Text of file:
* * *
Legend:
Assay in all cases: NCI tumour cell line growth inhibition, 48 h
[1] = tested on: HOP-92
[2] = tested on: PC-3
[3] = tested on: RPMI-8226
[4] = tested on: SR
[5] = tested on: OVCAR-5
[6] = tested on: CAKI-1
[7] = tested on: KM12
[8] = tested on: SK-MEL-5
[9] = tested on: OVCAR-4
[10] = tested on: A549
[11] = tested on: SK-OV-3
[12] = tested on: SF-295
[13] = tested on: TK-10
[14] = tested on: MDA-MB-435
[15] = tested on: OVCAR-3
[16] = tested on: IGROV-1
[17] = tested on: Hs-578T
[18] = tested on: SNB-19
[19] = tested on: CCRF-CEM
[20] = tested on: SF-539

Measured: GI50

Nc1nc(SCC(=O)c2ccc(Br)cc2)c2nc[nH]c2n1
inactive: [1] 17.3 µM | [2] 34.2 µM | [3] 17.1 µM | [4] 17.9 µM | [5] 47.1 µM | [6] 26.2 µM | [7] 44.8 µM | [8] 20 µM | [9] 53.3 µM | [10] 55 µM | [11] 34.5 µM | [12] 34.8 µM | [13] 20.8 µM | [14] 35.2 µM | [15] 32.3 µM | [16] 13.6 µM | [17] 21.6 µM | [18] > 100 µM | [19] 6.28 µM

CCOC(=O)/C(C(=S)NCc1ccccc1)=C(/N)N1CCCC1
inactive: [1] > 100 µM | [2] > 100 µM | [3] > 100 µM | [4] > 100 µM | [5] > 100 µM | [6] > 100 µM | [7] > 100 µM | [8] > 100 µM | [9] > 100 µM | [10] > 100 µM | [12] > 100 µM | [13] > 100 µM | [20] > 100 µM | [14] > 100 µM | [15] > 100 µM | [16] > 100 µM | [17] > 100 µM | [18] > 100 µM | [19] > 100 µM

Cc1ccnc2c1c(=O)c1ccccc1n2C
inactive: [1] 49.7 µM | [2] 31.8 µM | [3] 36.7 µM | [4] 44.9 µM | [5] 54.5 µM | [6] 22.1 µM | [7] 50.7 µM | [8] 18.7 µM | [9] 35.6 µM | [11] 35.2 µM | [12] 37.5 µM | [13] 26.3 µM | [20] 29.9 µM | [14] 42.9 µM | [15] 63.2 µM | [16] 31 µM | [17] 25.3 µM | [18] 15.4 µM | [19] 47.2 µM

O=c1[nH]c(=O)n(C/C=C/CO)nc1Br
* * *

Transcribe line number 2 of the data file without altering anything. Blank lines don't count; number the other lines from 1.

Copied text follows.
Assay in all cases: NCI tumour cell line growth inhibition, 48 h